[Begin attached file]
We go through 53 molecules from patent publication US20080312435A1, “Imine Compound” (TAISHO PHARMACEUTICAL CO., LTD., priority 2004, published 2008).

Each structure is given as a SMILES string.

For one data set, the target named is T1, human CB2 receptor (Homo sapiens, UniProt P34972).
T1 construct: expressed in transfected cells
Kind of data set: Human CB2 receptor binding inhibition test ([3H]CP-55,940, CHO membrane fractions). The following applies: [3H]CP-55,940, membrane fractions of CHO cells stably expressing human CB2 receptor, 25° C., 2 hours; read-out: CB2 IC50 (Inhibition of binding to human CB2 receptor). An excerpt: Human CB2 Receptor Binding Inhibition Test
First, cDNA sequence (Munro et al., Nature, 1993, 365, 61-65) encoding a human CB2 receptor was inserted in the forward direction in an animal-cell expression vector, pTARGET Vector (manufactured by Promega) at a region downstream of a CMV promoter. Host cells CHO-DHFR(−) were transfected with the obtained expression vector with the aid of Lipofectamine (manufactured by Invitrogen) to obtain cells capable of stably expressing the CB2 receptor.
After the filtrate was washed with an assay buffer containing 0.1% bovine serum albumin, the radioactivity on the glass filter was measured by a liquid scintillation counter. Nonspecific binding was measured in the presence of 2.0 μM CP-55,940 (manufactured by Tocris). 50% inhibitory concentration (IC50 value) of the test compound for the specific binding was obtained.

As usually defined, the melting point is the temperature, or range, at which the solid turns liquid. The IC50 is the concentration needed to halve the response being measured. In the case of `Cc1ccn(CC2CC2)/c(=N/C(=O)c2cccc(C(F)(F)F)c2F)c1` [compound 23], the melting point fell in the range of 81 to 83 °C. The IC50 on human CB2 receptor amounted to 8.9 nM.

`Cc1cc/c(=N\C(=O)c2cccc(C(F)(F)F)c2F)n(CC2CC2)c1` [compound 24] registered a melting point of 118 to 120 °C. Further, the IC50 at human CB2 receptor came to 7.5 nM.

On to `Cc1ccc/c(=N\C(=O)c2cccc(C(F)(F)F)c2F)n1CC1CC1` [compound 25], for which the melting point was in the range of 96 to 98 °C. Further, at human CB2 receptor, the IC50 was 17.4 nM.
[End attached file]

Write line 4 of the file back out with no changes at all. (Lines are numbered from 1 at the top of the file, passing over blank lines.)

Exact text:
T1 construct: expressed in transfected cells